TORONTO-Red Light Holland, a publicly traded magic mushroom company, claims it has ended its 14-month-old partnership with Canadian cannabis producer Halo Collective in Oregon in order to focus on a new project that it hopes will attract mushroom enthusiasts from all walks of life to the budding psychedelics market.
Red Light claims it terminated the project in order to concentrate on a new initiative dubbed “Red Light. Set. Go!” in Oregon, which will seek out candidates and offer them cash and advice so they may enter the market. According to Red Light, the first participant is Shunji Smith, a mushroom farmer from Eugene who is Japanese American.
An executive of Red Light Holland, Sarit Hashkes, adds, “We’re looking for people that have been overlooked.” “We need employees from varied backgrounds in our operations if we wish to serve diverse clientele.”
Hashkes claims that she and her colleagues were concerned when an Oregon Health Authority poll from February revealed that relatively few non-White persons were interested in the psilocybin industry. A discussion about the same situation with a state lawmaker, according to her, confirmed their worries.
In November 2020, Red Light Holland and Halo Collective made their collaboration public. In April 2021, they submitted articles of incorporation to the Oregon Secretary of State’s office.
Hashkes claims that the split was cordial. Together, we accomplished some good things.
Calls and emails to Halo Collective requesting comment went unanswered. The Halo Collective’s Medford cannabis facility, where it makes resin, sweets, and “shatter,” a concentrated cannabis extract that resembles amber, could be reached by calling the number listed on the company website. She promised to communicate something to her superiors.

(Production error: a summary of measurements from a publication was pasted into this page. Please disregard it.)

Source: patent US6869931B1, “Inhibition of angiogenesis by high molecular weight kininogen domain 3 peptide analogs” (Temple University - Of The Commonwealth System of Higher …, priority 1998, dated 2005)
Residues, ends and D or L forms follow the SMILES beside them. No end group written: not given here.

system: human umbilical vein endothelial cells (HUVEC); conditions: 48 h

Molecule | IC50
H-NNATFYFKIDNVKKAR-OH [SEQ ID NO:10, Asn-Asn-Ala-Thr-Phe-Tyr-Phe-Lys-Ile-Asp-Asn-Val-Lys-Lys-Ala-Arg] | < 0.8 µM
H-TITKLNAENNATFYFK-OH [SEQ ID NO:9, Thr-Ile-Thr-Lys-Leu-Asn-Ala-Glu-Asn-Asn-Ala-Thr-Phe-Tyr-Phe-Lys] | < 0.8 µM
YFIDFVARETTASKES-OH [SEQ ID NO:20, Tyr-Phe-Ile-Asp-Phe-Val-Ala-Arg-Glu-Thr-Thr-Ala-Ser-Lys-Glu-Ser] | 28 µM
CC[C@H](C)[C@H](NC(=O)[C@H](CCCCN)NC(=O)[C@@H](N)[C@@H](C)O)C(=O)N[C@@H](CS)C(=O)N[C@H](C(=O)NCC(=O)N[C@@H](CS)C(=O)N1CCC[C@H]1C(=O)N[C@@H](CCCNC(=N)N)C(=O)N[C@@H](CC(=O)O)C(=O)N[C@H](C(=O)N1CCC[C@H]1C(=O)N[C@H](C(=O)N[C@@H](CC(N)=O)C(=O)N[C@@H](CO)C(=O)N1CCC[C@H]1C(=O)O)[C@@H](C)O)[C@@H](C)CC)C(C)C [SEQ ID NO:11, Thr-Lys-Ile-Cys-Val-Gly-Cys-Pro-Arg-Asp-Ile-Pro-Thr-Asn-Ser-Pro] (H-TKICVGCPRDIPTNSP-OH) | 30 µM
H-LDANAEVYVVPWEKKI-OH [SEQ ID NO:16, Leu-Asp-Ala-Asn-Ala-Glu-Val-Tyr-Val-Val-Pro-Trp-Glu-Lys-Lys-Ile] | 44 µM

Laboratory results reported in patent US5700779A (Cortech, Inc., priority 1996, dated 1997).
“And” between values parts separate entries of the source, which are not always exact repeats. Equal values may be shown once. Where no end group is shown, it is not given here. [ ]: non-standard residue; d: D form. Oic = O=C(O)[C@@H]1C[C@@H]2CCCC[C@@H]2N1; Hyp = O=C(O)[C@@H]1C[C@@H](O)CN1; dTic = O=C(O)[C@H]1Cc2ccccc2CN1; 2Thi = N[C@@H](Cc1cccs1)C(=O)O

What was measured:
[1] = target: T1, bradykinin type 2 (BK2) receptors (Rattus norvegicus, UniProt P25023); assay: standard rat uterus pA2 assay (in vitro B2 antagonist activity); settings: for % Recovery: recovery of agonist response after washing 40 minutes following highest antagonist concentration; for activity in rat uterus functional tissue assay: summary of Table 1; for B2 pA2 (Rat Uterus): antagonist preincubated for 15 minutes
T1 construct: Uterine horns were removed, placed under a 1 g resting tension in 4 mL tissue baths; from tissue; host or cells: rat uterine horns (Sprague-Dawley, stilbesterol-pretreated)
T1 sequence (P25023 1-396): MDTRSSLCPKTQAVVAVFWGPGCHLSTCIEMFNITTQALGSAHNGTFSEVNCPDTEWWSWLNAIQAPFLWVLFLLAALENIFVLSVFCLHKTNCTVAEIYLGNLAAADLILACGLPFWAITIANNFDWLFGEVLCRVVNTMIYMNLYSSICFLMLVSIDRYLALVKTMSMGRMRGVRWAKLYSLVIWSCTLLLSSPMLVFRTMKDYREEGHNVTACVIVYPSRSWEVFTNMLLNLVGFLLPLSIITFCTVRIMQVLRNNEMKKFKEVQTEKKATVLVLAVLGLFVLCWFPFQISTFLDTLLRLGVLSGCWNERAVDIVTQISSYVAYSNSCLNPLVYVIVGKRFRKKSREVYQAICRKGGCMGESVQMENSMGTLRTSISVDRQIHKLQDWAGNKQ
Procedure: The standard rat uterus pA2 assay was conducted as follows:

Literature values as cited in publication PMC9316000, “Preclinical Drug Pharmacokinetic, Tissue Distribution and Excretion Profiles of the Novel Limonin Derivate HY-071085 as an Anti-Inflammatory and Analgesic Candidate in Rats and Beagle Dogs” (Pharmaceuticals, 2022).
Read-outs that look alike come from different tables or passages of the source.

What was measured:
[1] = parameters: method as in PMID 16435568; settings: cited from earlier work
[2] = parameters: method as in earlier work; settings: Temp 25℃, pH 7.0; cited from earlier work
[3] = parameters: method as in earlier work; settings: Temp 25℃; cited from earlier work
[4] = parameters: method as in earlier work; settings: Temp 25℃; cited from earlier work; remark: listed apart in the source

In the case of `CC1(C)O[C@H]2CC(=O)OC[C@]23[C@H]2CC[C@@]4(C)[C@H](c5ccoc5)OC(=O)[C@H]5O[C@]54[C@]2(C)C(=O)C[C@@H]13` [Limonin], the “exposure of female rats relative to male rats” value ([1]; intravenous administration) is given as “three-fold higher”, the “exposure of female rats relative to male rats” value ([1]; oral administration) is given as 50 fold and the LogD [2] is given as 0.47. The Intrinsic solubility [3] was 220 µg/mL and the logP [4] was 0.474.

Marshall Minor, Halo’s interim CFO, did not have a working phone number.
Following the passage of Measure 109 in November 2020, which authorized the controlled use of psilocybin, the hallucinogenic component of magic mushrooms, Red Light Holland and Halo were among the first reputable businesses to launch psilocybin operations in Oregon. In February, WW wrote about the gold rush.
Publicly traded companies Red Light Holland and Halo Collective both had their stocks decimated this year.
Red Light’s share price has dropped from 48 cents in February 2021 to 7.5 cents today. According to its website, Red Light offers truffles in the Netherlands that are manufactured with trace amounts of psilocybin for microdosing, or taking little amounts that are said to enhance brain function and wellbeing. This is why the company’s ticker symbol is TRUFF.
Hashkes responded that the company was “like a mycelium network” and was “very diffused” when asked whether it was based in Holland or Canada (it is unclear from the website). A fungus’s mycelium is its root-like structure.
On Red Light’s website, the most recent investor report is from the third quarter of 2021.
Shares of Halo Collective have fallen even more dramatically. They now cost 41 cents as opposed to a staggering $1,194 in April 2019. The CEO of the business was replaced just today. According to the business, Kiran Sidhu was replaced by Katharyn Field. According to Halo, Field will oversee a change in tactics. The corporation will now forgo less lucrative markets and concentrate on California.
But every cloud has a silver lining and Wiz Khalifa has a new brand. In partnership with Red Light Holland, the rapper is set to launch Mistercap Magic Truffles, a naturally occurring psilocybin, and mushroom wellness brand.
According to a press release, Mistercap products will be produced and distributed by Red Light Holland. The Pittsburgh rapper will not only market the brand to his followers and fans but also help spread an aligned view with the company on affordable and equitable access for naturally occurring psilocybin with education, information, and responsible use messages.